Walter Reed National Military Medical Center (WRNMMC) at Bethesda was officially dedicated Nov. 10, 2011 during a ceremony officiated by The Honorable Secretary of Defense Leon Panetta. It is the result of the merger of two of the most distinguished military medical centers in history, Walter Reed Army Medical Center (WRAMC) and the National Naval Medical Center (NNMC). The merger resulted in the creation of the world largest military hospital with more than 2.4 million sq. ft. of clinical space, providing care to about a million beneficiaries per year.
WRAMC first opened its doors on May 1, 1909 in Washington, D.C. It was named after the famed Army physician and researcher who led the team that confirmed the theory yellow fever is transmitted by a particular mosquito species.
The site for NNMC, and the original main hospital, were selected and designed by President Franklin D. Roosevelt in 1938. It was officially dedicated by him on Aug. 31, 1942.
In their illustrious histories, both WRAMC and NNMC staff treated U.S. presidents, members of Congress, cabinet officials, world leaders, in addition to top military leaders.
On May 13, 2005, the Base Realignment and Closure (BRAC) list was released by the Department of Defense calling for WRAMC and NNMC to merge to form WRNMMC, creating a modernized world-class joint-forces medical center.
When BRAC 2005 became law on Nov. 9, 2005, a core group of driven and determined individuals, both civilians and active duty members at military treatment facilities (MTF) in the National Capital Area, started on an exciting journey together. They met regularly and became the first “change leaders” that this monumental endeavor required.
Those early meetings, conferences and retreats set the stage for what the next six years would bring. When the three leading MTF flag officers, Maj. Gen. Kenneth L. Farmer, Jr. (now retired), Brig. Gen. Thomas W. Travis (now Maj. Gen.), Rear Adm. Adam M. Robinson (now retired vice admiral), and the President of the Uniformed Services University, Charles L. Rice, M.D., signed the first Joint Vision Statement in 2006, we had their wisdom and guidance to begin to create the most far-reaching and exciting partnership in the history of military medicine.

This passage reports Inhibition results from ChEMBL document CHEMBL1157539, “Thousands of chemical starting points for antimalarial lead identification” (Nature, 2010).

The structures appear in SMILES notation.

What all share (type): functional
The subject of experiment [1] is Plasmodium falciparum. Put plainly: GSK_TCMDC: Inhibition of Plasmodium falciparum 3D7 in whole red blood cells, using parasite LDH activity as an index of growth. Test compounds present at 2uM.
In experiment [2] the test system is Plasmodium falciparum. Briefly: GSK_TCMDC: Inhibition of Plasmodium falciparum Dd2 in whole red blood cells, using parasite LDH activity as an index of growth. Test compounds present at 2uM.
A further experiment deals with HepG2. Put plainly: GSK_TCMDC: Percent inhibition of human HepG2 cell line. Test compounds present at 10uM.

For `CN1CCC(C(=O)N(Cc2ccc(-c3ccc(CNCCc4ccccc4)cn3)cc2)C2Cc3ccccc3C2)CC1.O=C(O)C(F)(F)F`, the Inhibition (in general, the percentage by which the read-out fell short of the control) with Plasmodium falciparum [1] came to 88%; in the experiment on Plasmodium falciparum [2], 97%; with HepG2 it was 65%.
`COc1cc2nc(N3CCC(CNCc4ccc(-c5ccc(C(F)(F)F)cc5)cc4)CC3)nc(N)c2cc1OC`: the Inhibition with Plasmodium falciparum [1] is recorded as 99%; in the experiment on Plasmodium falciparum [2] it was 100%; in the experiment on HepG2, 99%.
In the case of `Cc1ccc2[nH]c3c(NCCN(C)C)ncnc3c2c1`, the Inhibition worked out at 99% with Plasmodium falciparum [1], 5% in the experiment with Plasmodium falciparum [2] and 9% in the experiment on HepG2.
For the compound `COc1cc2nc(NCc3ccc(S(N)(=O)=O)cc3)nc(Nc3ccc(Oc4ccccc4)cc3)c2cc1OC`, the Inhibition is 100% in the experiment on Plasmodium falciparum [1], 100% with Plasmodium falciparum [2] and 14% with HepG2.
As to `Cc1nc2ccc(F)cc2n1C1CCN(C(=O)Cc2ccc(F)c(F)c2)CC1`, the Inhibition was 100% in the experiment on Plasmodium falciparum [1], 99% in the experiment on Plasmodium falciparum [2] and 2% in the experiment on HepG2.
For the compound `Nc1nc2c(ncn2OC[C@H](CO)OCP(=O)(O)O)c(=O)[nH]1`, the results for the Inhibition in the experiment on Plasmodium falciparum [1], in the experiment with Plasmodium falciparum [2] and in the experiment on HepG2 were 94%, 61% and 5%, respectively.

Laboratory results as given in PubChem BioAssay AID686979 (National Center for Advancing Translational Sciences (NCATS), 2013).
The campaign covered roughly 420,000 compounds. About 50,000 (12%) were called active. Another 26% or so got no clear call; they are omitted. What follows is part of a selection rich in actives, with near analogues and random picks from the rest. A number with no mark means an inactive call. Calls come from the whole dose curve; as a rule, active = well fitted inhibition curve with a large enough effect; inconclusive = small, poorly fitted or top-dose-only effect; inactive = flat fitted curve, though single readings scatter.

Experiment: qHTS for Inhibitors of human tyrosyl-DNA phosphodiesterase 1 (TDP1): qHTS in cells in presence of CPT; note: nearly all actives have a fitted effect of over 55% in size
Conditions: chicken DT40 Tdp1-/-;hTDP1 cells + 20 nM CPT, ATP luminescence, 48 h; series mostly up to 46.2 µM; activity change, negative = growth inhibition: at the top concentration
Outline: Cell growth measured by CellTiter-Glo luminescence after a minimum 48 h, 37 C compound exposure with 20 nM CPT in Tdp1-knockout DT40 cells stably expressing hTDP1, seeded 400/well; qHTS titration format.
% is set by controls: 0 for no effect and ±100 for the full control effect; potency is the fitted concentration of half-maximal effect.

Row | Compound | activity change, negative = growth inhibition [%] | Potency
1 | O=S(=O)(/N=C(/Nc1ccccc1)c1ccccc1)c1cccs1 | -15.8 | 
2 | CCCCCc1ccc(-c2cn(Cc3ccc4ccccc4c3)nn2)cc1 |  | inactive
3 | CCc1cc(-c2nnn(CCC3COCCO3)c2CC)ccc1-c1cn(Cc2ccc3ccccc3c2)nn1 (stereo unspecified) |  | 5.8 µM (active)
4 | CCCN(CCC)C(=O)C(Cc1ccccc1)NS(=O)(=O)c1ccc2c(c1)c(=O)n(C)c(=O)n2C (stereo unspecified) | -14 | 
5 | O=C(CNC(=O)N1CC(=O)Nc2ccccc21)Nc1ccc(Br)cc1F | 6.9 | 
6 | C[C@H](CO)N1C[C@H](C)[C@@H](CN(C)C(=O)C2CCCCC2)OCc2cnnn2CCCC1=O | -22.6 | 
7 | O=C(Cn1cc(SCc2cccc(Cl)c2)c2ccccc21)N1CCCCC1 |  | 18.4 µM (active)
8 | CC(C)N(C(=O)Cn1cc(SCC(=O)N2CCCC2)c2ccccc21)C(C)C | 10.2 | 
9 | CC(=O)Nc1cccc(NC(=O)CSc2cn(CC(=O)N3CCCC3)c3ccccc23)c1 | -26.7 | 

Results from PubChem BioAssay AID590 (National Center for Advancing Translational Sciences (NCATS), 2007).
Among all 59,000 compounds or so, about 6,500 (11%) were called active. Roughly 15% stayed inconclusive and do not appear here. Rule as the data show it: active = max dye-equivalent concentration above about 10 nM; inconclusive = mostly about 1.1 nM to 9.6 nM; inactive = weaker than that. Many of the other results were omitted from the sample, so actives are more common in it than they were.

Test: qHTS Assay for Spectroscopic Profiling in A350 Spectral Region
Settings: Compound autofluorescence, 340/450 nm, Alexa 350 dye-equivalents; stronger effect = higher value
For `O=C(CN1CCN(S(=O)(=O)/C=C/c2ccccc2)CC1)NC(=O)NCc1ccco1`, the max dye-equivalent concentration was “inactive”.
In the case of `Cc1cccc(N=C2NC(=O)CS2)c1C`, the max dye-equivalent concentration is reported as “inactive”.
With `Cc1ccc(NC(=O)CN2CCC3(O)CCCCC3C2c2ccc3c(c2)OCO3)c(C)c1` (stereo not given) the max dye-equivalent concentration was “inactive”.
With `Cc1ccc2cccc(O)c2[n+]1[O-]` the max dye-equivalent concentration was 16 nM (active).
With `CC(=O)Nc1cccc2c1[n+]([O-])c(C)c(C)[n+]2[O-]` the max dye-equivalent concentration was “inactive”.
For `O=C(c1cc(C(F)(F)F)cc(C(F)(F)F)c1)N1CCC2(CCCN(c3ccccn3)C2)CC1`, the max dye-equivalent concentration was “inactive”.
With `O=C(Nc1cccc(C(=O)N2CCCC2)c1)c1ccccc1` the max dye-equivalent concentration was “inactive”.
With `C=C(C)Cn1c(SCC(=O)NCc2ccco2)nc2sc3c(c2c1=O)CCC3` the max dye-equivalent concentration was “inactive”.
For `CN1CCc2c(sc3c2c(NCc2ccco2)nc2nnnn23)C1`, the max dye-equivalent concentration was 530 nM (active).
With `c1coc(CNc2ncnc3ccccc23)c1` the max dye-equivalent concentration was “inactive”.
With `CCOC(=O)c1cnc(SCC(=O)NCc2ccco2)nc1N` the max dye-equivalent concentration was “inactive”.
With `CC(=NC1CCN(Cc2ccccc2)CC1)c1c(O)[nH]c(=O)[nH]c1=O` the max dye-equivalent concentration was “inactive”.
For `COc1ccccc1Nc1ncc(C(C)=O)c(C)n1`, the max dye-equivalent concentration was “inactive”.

Since those early days, we have seen new hardworking groups of dedicated stakeholders such as The Program for Design team, the Office of Integration Committees, The Med-Cen Integration Teams and the Deputies for Integration and Transition lead us in moving the process forward. In 2007, we saw the formation of the Joint Task Force National Capital Region Medical Command, and in 2008, the comprehensive Environmental Impact Study was released.
The BRAC/Integration Journey Room
On July 3, 2008, the same day as President George W. Bush’s visit to NNMC to officiate the groundbreaking of the future hospital, NNMC unveiled the BRAC/ Integration Journey Room (BIJR). The room, located in the basement of Building 9 next to the Executive Dining Room, is a repository of information, and a symbolic tour of the voyage that started in September 2005.
Designed in the form of a “Situation Room” with three large walls of murals, photographs, charts, and other forms of visual communications depicting the BRAC "journey" from 2005 to 2011, the room represents a timeline of BRAC events and accomplishments. Much interesting and inspiring information can be found on the walls and in reference materials, photographs, handouts with additional data contained in the BIJR kiosk.
Although there were integrated clinics and medical staff working together from all branches of the services before BRAC, "functional integration" of clinics really flourished in 2007 and 2008. The "blended buildings" was used to represent that although still in various and separate locations, the NCA MTFs were working
together as a team.